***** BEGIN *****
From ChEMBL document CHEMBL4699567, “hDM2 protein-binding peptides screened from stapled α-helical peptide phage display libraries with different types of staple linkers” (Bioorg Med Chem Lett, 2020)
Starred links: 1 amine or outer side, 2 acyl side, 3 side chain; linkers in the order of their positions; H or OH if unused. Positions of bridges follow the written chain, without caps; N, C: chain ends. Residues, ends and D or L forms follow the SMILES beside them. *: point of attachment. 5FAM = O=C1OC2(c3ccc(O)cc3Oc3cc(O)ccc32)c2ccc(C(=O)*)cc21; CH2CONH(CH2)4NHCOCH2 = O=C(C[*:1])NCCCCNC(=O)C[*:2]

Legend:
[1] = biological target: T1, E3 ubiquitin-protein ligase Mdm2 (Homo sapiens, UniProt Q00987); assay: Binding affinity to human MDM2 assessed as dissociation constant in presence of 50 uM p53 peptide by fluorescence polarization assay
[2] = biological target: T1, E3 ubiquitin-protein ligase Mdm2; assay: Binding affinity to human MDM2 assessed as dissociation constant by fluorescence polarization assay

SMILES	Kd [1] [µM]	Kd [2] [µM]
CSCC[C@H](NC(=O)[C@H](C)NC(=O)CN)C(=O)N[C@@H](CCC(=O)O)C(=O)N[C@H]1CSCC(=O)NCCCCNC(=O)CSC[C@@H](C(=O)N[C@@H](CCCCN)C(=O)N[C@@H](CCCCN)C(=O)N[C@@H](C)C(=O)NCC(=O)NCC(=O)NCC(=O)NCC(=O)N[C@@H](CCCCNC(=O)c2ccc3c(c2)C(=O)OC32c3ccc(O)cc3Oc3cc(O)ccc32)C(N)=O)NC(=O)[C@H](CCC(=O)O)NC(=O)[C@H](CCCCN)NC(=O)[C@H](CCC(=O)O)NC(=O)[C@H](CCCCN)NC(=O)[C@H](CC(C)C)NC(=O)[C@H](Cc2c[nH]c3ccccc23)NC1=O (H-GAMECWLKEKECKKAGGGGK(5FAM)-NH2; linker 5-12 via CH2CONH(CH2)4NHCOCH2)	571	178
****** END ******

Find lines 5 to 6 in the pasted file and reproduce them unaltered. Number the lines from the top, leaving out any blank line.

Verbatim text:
[2] = biological target: T1, E3 ubiquitin-protein ligase Mdm2; assay: Binding affinity to human MDM2 assessed as dissociation constant by fluorescence polarization assay

SMILES	Kd [1] [µM]	Kd [2] [µM]